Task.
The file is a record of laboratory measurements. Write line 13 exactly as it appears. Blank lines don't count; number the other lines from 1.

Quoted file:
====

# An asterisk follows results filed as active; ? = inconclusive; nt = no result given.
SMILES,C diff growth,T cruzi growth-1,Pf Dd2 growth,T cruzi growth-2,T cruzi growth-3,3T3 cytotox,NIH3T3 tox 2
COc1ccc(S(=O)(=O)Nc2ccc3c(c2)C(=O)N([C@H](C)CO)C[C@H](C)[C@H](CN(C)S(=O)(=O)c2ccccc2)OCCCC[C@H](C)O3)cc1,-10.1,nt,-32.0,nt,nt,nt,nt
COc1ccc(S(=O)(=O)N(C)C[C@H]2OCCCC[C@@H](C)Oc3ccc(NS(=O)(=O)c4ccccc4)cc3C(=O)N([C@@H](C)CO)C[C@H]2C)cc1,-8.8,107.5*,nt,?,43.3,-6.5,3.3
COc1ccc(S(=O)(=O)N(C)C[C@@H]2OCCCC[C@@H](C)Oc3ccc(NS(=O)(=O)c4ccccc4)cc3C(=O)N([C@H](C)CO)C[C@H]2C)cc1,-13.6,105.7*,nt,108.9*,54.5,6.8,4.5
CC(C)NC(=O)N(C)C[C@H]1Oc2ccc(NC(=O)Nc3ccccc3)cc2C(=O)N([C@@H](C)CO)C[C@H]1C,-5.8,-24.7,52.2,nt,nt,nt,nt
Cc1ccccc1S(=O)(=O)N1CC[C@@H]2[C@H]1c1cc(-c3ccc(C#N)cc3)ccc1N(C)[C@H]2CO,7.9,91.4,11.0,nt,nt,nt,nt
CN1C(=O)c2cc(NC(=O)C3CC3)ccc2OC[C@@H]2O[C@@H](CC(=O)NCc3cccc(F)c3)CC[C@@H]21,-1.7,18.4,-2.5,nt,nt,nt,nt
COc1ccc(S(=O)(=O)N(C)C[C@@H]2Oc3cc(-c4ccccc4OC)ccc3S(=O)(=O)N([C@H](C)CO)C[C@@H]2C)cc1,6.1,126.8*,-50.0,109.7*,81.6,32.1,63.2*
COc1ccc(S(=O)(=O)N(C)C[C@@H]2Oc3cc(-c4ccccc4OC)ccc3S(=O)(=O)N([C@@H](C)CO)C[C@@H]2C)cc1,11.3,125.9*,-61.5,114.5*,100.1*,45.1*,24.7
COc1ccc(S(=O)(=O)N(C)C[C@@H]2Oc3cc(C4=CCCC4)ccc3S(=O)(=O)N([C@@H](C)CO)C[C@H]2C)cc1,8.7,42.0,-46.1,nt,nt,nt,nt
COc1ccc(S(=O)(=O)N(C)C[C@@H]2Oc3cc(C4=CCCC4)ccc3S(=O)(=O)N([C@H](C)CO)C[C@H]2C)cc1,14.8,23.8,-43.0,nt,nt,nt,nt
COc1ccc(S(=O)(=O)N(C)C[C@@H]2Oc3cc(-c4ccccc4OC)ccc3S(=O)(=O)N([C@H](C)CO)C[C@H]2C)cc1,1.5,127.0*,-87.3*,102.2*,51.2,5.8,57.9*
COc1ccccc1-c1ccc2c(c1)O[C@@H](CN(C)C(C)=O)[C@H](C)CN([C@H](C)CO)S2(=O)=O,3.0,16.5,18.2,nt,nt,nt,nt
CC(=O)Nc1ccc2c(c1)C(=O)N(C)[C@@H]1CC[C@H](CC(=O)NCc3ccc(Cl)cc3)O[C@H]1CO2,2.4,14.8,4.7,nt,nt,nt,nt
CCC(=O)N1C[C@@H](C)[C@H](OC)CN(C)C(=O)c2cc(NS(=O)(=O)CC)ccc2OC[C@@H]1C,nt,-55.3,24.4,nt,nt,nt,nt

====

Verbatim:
COc1ccc(S(=O)(=O)N(C)C[C@@H]2Oc3cc(-c4ccccc4OC)ccc3S(=O)(=O)N([C@H](C)CO)C[C@H]2C)cc1,1.5,127.0*,-87.3*,102.2*,51.2,5.8,57.9*